Spain seeks help to relocate children from Ceuta migrant crisis

Moroccan minors queue at a facility prepared for them to rest and have food, after thousands of migrants swam across the Spanish-Moroccan border, in Ceuta, Spain

Spain’s government pleaded with mainland regions on Wednesday to relieve crammed reception centres for minors in the North African enclave of Ceuta where some 1,500 children and teenagers crossed this week from Morocco.

A source familiar with the talks said the Social Rights Ministry had held an emergency meeting on the issue where it asked regional authorities to accept hundreds of unaccompanied minors who had arrived before the latest surge.

“The regions have shown solidarity with the migration crisis and are positive about the proposal,” the source told Reuters, expecting an agreement in coming days even though centres in regions such as Andalusia or the Canary Islands were already overcrowded.

Reuters TV footage showed hundreds of newly-arrived teenagers being processed at a Ceuta warehouse where Red Cross officials gave out food and drink.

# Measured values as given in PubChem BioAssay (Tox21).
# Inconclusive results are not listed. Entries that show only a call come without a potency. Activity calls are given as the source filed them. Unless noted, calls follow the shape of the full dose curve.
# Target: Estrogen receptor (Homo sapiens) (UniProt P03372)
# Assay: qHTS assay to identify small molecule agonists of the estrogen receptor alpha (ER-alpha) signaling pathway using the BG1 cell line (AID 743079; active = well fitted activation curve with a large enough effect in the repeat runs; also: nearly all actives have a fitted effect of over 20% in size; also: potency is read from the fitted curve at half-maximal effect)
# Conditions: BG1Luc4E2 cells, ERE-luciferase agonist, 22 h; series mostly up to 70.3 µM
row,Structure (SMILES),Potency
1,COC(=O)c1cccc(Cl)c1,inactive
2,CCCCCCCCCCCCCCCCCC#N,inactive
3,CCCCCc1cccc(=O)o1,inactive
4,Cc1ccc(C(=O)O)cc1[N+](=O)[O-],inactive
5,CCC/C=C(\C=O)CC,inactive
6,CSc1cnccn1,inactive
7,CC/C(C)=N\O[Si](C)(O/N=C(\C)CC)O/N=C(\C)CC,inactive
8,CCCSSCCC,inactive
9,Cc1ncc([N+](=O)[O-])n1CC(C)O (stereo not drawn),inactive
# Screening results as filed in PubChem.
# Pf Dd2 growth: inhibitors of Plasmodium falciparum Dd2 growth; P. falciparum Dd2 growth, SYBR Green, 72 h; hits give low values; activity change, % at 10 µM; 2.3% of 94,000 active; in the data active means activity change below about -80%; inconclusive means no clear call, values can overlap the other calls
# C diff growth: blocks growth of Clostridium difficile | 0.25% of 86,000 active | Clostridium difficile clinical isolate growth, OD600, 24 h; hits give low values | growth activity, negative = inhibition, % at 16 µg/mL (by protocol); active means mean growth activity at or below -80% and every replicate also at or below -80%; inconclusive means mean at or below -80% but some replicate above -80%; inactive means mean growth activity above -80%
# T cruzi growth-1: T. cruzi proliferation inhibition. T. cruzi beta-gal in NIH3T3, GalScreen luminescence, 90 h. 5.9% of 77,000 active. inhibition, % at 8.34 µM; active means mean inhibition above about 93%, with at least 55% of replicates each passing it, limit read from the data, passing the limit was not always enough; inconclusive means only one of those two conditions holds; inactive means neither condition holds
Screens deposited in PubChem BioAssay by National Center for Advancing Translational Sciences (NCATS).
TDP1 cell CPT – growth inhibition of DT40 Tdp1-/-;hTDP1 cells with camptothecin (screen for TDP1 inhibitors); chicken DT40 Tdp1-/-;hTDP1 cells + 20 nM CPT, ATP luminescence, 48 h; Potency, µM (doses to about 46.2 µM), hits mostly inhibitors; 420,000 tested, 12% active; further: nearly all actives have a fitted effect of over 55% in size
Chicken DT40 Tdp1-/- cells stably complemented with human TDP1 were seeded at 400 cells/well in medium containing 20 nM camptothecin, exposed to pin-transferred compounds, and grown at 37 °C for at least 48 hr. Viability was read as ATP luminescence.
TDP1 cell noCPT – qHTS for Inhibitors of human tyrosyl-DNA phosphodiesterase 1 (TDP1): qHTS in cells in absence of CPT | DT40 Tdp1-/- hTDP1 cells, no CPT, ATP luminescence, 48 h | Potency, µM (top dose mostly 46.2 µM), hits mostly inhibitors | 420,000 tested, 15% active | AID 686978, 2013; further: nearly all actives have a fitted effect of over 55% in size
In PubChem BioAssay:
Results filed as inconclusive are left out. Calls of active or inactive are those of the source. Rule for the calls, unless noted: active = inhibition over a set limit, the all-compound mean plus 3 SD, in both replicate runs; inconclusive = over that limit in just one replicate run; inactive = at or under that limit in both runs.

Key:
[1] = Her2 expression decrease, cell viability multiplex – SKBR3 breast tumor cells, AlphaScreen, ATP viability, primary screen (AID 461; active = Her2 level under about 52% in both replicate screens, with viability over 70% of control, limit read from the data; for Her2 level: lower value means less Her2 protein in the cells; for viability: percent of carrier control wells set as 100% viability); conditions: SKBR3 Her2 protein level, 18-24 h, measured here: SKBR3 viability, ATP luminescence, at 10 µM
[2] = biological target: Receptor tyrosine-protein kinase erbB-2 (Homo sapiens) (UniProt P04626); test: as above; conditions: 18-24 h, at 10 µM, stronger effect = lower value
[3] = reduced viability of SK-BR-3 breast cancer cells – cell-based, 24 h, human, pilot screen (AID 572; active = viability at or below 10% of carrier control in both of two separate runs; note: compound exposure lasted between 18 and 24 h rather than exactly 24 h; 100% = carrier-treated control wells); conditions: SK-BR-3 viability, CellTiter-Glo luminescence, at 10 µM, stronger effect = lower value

In some of the most dramatic moments since the surge in migrant arrivals began on Monday, Reuters TV showed a boy appearing to be 13 to 14 years old swimming to Ceuta’s beach with a dozen empty plastic bottles tied to his body as floatation devices.

He then tried to climb the parapet before being seized by soldiers who, gently but firmly, accompanied the crying boy through the gate to the security zone between the two countries. It was not immediately clear what happened later. Deporting minors is illegal in Spain.

Hundreds of migrants still braved tightened security to try to force their way into Ceuta on Wednesday, as Spain pressed on with expulsions of thousands who swam around or climbed over the border fence in the past two days.

Spanish police divers have rescued several small children from the water during the crossing and soldiers deployed at the border could be seen helping youngsters to climb ashore.

Of the thousands of migrants still in Ceuta, many were children, some as young as seven or nine, some without families, said Spain’s Social Rights Minister Ione Belarre.

“We are working to address the issue of children who have come alone,” she told broadcaster TVE. “Many of them did not know the consequences of crossing the border. And many of them want to go back. So we are working to make that possible.”

Meanwhile, Santiago Abascal, the leader of the anti-immigrant far-right VOX party who visited Ceuta on Wednesday, accused Morocco of “launching minors like battering rams” against Spanish borders.

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